a, Representative photomicrographs (5 mice per group) showing eGFP expression from mice treated intravenously 4 weeks earlier with AAVPHPeB-Xon-eGFP, and 24 h after treatment with vehicle or LMI070 at 5 or 50 mg kg−1. Thalamus (Th), hippocampus (Hc), cerebellum (Cb) and facial motor nucleus (VII), cortex (Cx), striatum (Str), substantia nigra (SN), and medial vestibular nucleus (MV) are shown. Scale bar, 100 μm; inset scale bar, 25 μm. In the hippocampus, * and ** denote the polymorphic and CA3 areas, respectively. In the cerebellum, * denotes the deep cerebellar nuclei. b, Splicing assays for exon inclusion in the cortex and the hippocampus of mice injected with AAVPHPeB-Xon-eGFP (3 mice per group). c, RT–qPCR of human progranulin expression. Data are mean ± s.e.m. of 5 mice per group, ****P < 0.0001 vehicle versus AAV-treated groups, one-way ANOVA followed by Bonferroni’s post-hoc test. d, Splicing assays for exon inclusion in cortex samples of mice injected with AAVPHPeB-Xon-PGRN (3 mice per group).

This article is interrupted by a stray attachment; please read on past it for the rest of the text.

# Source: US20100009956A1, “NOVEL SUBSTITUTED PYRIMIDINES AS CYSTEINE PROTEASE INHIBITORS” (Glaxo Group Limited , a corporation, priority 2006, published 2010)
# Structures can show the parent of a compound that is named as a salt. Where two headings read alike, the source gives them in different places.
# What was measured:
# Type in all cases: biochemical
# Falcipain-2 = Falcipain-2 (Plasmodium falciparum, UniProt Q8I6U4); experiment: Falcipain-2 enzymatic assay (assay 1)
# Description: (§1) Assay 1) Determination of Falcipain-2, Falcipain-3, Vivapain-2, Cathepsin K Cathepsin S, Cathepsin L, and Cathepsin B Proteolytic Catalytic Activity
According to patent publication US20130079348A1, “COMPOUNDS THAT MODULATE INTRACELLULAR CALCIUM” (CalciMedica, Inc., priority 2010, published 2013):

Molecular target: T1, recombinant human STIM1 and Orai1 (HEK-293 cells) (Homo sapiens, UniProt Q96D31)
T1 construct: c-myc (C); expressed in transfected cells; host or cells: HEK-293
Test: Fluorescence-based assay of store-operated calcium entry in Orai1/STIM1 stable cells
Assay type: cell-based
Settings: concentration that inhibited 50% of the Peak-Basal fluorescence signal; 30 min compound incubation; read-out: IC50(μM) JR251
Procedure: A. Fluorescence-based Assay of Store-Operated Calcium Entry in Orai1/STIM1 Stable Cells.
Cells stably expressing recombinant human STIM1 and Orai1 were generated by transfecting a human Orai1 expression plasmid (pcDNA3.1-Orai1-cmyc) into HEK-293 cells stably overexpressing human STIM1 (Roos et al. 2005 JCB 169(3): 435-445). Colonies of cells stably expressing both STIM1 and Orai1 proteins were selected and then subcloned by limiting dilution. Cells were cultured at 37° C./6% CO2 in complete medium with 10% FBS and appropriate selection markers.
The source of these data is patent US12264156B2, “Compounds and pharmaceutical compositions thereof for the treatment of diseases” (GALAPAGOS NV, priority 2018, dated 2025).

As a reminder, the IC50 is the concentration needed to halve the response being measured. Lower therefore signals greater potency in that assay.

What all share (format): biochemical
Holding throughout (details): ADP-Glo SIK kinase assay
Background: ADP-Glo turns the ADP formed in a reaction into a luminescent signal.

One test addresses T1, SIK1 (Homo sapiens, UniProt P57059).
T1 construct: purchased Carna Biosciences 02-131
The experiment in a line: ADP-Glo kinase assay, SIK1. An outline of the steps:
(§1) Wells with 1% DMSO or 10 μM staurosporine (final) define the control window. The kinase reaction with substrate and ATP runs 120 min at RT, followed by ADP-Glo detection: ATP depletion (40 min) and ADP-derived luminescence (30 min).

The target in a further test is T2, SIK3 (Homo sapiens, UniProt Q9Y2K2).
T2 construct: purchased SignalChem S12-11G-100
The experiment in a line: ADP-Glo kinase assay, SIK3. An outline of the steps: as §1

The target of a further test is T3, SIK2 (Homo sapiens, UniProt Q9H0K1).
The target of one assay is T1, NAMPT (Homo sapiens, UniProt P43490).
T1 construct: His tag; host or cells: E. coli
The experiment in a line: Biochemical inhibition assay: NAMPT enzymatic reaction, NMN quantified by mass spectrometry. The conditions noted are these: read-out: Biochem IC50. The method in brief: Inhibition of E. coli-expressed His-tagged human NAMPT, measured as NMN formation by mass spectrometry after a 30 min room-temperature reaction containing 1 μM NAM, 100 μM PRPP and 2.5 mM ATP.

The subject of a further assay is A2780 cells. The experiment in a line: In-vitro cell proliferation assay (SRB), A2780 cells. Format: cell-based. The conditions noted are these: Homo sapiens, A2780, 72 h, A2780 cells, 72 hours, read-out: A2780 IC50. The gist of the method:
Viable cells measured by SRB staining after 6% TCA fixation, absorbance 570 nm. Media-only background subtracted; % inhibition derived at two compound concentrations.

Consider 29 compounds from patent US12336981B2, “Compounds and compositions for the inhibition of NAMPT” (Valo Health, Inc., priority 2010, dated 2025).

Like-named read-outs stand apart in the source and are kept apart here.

Extended Data Fig. 8 Generation of the miniXon cassette and assessment of miniXon control of SaCas9 for in vivo gene editing in liver.